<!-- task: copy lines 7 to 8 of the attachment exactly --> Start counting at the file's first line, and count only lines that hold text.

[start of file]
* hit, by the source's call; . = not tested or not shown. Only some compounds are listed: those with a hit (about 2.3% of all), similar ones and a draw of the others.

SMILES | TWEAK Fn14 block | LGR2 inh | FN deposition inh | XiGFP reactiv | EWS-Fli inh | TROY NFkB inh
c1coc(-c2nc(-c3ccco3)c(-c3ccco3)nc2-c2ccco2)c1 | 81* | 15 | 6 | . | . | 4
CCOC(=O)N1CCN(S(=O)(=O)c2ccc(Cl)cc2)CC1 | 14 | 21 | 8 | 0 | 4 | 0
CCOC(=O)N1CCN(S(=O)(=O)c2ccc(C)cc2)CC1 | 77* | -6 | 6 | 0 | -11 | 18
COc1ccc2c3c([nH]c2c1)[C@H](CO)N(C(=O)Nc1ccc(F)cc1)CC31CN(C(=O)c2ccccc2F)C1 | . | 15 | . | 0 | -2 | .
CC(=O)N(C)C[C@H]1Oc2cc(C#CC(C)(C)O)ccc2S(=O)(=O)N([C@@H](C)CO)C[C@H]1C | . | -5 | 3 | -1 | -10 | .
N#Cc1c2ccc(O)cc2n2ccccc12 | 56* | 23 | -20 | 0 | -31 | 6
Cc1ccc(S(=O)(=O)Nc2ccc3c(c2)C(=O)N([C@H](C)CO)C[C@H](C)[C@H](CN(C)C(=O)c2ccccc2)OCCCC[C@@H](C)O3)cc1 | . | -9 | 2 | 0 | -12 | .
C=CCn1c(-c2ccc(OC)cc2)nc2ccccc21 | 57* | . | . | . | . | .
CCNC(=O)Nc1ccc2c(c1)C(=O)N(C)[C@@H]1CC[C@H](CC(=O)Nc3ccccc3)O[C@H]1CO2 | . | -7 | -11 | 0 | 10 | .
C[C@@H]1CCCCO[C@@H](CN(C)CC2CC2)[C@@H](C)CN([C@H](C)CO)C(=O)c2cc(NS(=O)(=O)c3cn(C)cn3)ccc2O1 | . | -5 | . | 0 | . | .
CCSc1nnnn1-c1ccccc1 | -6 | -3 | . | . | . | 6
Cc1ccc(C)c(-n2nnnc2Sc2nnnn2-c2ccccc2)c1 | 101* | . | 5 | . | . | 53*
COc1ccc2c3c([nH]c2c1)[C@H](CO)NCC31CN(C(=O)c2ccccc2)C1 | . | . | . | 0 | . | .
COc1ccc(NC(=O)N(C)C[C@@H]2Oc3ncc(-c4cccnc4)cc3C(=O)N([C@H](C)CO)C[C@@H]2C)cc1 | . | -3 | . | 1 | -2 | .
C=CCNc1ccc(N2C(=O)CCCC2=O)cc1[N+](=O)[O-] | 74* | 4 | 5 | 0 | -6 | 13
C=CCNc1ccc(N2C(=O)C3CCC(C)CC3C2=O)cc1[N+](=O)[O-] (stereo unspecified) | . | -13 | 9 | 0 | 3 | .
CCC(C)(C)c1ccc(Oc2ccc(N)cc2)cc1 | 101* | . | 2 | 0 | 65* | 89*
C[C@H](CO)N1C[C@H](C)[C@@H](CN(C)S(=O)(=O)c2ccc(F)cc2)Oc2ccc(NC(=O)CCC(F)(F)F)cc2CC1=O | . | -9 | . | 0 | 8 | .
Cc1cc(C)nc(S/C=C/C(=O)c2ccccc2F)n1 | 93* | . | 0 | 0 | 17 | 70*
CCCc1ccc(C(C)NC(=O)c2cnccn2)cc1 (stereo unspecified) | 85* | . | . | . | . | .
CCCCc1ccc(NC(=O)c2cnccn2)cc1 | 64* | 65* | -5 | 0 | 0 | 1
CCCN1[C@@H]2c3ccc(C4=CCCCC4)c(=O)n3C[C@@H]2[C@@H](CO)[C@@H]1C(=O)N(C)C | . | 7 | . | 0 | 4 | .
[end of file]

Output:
CC(=O)N(C)C[C@H]1Oc2cc(C#CC(C)(C)O)ccc2S(=O)(=O)N([C@@H](C)CO)C[C@H]1C | . | -5 | 3 | -1 | -10 | .
N#Cc1c2ccc(O)cc2n2ccccc12 | 56* | 23 | -20 | 0 | -31 | 6